As a parent, one of the last things you want for your child is to see them saddled with debt and struggling to manage their finances. Debt is an integral part of modern life and is necessary to finance large purchases such as a college education, a home, or a new car. According to a recent study by Sallie Mae, nearly 56% of college students have a credit card and 60% of them have one for the purpose of building credit.
Building credit is important but how do you know if your child is ready to handle the responsibility of a credit card? Some teenagers think that a credit card is like an ATM that gives them free access to their money which is where the problem begins.
Teaching Your Teen to Manage Spending with a Pre-paid Card
As a parent and a teacher, I have always felt that the best way to teach is by modeling the behavior you want and then let your child(student) try it on their own.
Young Teens (11-14)
A prepaid card is a great way to introduce the concept of credit cards to your teen without all the risks associated with a credit card.
Explain to your young teen how a credit card works and how much in additional fees and interest you will pay if you do not make the required payments or do not pay off the balance monthly. I recommend using an App like FamZoo which allows parents to supervise the families finances. All of the families prepaid cards are linked to the parent's account, which serves as the funding source. Parents can easily monitor their child's spending activity, setup categories to track spending and savings goals, schedule automatic pay for allowances and chores, deduct IOU's and even create incentives to reward saving and spending goals.
The first thing to do is to compare prepaid cards and then choose one that meets your needs. As a parent, you can open up a prepaid debit account for your teenager and then transfer a specific amount of money to it and then give the pin code to your kid. Your teen will gain experience in managing their expenses, and this will help you in teaching him some financial responsibility.
The main con of a prepaid card are the fees that you have to pay on top, but these fees are worth the benefits.
Once your younger teen has mastered how to use a prepaid debit card responsibly, it's time to introduce them to credit cards.
Older Teens (15-18)
For older teens, parents can add their child to an existing credit card as an authorized user. This a great way to maintain control and help your child begin to build a credit history. The obvious down-side risk to this is that you are co-signing for your teen and will be responsible for any charges to the account.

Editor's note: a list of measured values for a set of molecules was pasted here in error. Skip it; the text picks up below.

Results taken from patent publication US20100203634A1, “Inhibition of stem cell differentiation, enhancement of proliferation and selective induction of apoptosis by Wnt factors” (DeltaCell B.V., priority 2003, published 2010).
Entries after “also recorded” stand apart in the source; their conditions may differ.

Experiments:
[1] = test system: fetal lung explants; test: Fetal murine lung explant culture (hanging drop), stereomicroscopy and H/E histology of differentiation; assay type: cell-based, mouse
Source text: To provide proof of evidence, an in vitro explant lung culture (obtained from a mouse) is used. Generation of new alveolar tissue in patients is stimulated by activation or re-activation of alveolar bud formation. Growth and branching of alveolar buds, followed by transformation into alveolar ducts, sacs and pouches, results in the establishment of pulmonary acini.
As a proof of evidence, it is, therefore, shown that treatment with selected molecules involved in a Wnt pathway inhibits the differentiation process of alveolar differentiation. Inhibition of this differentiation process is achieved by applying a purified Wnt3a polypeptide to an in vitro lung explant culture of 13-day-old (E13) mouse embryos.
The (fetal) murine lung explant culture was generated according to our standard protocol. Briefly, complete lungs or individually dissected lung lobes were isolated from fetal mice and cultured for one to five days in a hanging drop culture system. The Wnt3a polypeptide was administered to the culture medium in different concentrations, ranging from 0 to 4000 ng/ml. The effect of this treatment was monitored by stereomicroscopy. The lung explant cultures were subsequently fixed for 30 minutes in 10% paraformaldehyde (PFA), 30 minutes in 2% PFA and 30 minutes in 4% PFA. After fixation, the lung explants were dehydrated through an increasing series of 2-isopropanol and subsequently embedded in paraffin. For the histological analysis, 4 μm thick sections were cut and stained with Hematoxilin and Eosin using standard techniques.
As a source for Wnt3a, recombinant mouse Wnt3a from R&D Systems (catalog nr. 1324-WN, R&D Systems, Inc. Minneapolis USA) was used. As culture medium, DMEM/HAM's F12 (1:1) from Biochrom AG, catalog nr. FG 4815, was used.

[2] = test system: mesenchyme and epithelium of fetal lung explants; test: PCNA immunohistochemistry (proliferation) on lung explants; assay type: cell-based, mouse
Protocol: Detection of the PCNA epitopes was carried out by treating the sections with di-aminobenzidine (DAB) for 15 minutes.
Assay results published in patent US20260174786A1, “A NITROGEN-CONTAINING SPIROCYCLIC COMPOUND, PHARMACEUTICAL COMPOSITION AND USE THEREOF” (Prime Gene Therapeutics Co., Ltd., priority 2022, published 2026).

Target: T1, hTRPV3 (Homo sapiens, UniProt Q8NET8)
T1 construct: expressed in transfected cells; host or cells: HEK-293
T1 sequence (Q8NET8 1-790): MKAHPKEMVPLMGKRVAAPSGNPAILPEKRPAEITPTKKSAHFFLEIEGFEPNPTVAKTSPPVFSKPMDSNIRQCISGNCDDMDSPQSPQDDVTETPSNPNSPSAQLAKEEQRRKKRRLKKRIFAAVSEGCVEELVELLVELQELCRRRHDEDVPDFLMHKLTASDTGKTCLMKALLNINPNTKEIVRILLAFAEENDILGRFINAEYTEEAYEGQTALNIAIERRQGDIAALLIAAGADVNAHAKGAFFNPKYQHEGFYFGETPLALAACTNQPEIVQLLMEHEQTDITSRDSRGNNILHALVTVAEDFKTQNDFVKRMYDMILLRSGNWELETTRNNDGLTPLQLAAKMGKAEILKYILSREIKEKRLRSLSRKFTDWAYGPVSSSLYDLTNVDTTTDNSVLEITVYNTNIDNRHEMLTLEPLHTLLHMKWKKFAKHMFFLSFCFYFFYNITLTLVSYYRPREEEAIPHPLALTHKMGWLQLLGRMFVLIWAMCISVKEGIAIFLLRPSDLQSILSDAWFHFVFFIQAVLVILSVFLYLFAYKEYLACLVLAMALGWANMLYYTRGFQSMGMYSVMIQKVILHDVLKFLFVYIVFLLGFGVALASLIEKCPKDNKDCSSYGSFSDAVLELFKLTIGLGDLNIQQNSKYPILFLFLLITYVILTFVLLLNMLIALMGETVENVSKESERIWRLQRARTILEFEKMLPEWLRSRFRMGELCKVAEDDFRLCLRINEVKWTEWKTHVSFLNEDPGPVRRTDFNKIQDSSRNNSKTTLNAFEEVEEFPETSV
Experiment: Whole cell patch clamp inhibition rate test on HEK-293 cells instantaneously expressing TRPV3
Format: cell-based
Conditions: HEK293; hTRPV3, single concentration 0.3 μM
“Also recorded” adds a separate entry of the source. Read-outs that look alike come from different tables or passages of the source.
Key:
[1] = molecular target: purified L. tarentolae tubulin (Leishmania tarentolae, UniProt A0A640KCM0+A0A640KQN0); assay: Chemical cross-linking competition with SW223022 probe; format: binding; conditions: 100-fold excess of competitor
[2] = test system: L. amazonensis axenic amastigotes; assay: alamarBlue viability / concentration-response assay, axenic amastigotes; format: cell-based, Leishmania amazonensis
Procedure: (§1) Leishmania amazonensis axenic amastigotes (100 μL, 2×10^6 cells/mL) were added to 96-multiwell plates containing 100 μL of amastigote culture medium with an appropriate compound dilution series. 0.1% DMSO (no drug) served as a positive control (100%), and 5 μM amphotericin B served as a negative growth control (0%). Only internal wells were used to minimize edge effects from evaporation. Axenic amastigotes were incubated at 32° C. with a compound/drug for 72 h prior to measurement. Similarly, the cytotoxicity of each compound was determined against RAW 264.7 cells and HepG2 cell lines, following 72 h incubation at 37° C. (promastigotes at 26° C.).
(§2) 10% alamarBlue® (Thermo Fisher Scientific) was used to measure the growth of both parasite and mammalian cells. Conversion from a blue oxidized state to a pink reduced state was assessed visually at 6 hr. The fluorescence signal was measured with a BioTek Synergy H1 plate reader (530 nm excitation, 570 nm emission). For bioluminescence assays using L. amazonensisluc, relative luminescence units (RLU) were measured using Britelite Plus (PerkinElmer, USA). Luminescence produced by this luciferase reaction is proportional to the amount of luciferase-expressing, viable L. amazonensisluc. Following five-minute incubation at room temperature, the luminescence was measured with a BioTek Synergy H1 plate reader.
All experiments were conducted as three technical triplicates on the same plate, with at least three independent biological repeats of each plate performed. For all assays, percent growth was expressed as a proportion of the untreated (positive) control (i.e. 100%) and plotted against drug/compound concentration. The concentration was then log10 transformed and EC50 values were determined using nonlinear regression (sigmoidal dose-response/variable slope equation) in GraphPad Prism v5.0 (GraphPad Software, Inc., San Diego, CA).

Learning how to use credit responsibly is an important financial skill your teen needs to learn to avoid debt problems later in life. If your teen tends to spend impulsively, giving them access to credit without close supervision is likely setting them up for failure.
Closely working with your child from an early age and teaching them basic financial literacy will prepare them for the responsibilities that come with handling credit properly.
Young Adults (18+)
A secured credit card is a good option for young adults with verifiable income if under the age of 21.
A secured card is a card that has a spending limit, typically between $300 and $500, and is secured by a deposit. A secured card works just like a regular card with charges appearing on a monthly statement along with a required minimum monthly payment and any associated fees.
When shopping for a secured credit card, look for one that reports to credit bureaus as an unsecured card, has lower interest rates and fees. Secured credit cards typically have higher interest fees which reinforces the the need for your child to pay off balances monthly and to manage spending.
Yes, prepaid cards for teens is a great way to introduce your teen to the concept of credit. Once they demonstrate they can manage their spending responsibly, adding them to your credit card can prepare them for eventually getting a secured credit card.